August 2014
Volume 14, Issue 10
Vision Sciences Society Annual Meeting Abstract  |   August 2014
Neuronal population decoding can account for perceptual lightness illusions
Author Affiliations
  • David H. Brainard
    Department of Psychology, University of Pennsylvania
  • Douglas A. Ruff
    Department of Neuroscience, University of Pittsburgh
  • Marlene R. Cohen
    Department of Neuroscience, University of Pittsburgh
Journal of Vision August 2014, Vol.14, 597. doi:
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      David H. Brainard, Douglas A. Ruff, Marlene R. Cohen; Neuronal population decoding can account for perceptual lightness illusions. Journal of Vision 2014;14(10):597.

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      © ARVO (1962-2015); The Authors (2016-present)

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The relationship between the intensity of the light reflected from an achromatic object and the perceived lightness of the object appears depends on visual context. It has been difficult to relate this complexity to the activity of individual neurons, because neurons respond in varied ways to stimulus intensity. Can a population decoding approach clarify the neural underpinnings of perceived lightness? We employed stimuli derived from Adelsons checker-shadow illusion, such that probe disks presented on checkerboard images were seen to lie either within a shadowed region (shadow condition) or within a luminance-matched region without a shadow (no shadow condition). We evaluated whether similar changes in the lightness of the probe across the two conditions were revealed by human psychophysics and by lightness estimates obtained via decoding of the responses of several dozen cortical neurons in either area V4 or V1 of rhesus monkeys. Our psychophysical experiments confirmed and quantified the checker-shadow illusion for our stimuli: probes with the same intensity were perceived to be lighter in the shadow condition than in the no shadow condition. When we decoded the intensity of the probes using population responses of V4 neurons to the same stimuli, we found that the decoded intensities for the shadow condition were consistently higher than those for the no shadow condition. Moreover, there was a quantitative match between the psychophysical and V4 neural effects. In contrast, although probe intensity could be decoded from the population of V1 neurons as accurately as from the V4 neurons, the V1 decoding differences were not in agreement with the perceptual illusion. This result suggests that the checker-shadow illusion arises at least in part from cortical computations. More generally, our data support the notion that decoding the responses of neural populations can shed light on the neural correlates of complex perceptual phenomena.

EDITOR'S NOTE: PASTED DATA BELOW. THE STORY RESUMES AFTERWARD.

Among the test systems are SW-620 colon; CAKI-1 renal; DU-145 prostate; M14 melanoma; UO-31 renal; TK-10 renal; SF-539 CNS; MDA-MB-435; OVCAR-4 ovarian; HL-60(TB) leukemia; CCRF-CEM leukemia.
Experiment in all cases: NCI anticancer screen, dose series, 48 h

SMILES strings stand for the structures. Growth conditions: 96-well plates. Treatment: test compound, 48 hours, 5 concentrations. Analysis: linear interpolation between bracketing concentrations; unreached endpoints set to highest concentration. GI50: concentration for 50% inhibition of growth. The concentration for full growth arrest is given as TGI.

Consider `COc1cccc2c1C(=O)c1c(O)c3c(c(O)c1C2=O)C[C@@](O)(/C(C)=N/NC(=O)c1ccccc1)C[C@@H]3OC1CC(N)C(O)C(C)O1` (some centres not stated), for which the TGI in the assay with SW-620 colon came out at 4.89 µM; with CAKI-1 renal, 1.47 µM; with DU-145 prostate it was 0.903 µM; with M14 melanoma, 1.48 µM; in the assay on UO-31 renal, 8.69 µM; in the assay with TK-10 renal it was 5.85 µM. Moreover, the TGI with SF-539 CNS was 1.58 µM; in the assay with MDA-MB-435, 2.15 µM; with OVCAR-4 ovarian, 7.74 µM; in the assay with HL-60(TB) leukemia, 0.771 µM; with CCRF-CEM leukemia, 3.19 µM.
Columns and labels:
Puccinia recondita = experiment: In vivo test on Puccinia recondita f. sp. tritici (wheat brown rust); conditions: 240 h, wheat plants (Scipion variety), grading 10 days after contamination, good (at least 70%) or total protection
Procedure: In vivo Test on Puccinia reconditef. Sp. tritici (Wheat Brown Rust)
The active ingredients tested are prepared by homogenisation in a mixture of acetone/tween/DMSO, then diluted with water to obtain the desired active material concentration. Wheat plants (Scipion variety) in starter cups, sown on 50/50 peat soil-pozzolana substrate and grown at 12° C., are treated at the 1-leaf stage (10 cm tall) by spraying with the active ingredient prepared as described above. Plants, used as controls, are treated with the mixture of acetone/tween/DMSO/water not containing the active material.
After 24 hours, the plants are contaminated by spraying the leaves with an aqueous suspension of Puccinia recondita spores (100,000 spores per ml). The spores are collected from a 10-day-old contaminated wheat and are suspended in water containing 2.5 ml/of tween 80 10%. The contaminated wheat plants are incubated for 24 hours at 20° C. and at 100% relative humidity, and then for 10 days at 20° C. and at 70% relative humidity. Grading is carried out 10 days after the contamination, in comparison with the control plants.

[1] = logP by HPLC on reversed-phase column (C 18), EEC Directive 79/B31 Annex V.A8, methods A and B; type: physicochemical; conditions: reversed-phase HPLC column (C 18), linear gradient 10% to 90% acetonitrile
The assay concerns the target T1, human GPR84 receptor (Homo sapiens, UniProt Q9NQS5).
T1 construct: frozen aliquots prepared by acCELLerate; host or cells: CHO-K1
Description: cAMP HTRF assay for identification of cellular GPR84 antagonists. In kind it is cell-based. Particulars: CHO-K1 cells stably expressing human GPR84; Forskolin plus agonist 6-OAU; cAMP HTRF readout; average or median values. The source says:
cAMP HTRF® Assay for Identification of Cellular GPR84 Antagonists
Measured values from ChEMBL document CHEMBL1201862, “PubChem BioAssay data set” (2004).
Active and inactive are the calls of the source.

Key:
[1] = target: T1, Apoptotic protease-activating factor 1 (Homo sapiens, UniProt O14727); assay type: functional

Meeting abstract presented at VSS 2014


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